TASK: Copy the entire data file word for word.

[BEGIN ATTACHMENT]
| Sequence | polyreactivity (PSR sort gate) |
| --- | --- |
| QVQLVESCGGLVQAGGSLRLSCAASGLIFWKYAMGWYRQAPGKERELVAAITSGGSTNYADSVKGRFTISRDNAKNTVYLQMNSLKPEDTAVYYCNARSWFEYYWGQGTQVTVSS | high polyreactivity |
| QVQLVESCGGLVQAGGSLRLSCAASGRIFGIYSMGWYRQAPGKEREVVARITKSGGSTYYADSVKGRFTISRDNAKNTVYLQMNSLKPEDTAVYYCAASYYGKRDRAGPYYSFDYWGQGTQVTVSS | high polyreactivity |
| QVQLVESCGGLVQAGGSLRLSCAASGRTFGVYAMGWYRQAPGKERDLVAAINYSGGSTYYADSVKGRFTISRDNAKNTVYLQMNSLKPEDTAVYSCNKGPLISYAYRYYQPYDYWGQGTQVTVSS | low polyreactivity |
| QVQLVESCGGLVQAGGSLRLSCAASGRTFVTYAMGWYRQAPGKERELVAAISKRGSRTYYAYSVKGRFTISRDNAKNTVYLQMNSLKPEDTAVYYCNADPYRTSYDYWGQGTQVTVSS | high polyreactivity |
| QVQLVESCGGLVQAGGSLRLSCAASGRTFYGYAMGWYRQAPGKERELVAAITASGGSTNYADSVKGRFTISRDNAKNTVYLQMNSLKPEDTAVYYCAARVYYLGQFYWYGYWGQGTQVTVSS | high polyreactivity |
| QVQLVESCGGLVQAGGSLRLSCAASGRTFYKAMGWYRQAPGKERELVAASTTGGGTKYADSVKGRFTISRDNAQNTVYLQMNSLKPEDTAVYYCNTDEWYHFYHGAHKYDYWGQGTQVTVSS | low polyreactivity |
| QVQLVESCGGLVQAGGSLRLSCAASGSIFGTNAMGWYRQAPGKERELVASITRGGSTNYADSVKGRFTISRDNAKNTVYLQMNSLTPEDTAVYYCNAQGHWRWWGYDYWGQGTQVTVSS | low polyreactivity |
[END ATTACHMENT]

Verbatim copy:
| Sequence | polyreactivity (PSR sort gate) |
| --- | --- |
| QVQLVESCGGLVQAGGSLRLSCAASGLIFWKYAMGWYRQAPGKERELVAAITSGGSTNYADSVKGRFTISRDNAKNTVYLQMNSLKPEDTAVYYCNARSWFEYYWGQGTQVTVSS | high polyreactivity |
| QVQLVESCGGLVQAGGSLRLSCAASGRIFGIYSMGWYRQAPGKEREVVARITKSGGSTYYADSVKGRFTISRDNAKNTVYLQMNSLKPEDTAVYYCAASYYGKRDRAGPYYSFDYWGQGTQVTVSS | high polyreactivity |
| QVQLVESCGGLVQAGGSLRLSCAASGRTFGVYAMGWYRQAPGKERDLVAAINYSGGSTYYADSVKGRFTISRDNAKNTVYLQMNSLKPEDTAVYSCNKGPLISYAYRYYQPYDYWGQGTQVTVSS | low polyreactivity |
| QVQLVESCGGLVQAGGSLRLSCAASGRTFVTYAMGWYRQAPGKERELVAAISKRGSRTYYAYSVKGRFTISRDNAKNTVYLQMNSLKPEDTAVYYCNADPYRTSYDYWGQGTQVTVSS | high polyreactivity |
| QVQLVESCGGLVQAGGSLRLSCAASGRTFYGYAMGWYRQAPGKERELVAAITASGGSTNYADSVKGRFTISRDNAKNTVYLQMNSLKPEDTAVYYCAARVYYLGQFYWYGYWGQGTQVTVSS | high polyreactivity |
| QVQLVESCGGLVQAGGSLRLSCAASGRTFYKAMGWYRQAPGKERELVAASTTGGGTKYADSVKGRFTISRDNAQNTVYLQMNSLKPEDTAVYYCNTDEWYHFYHGAHKYDYWGQGTQVTVSS | low polyreactivity |
| QVQLVESCGGLVQAGGSLRLSCAASGSIFGTNAMGWYRQAPGKERELVASITRGGSTNYADSVKGRFTISRDNAKNTVYLQMNSLTPEDTAVYYCNAQGHWRWWGYDYWGQGTQVTVSS | low polyreactivity |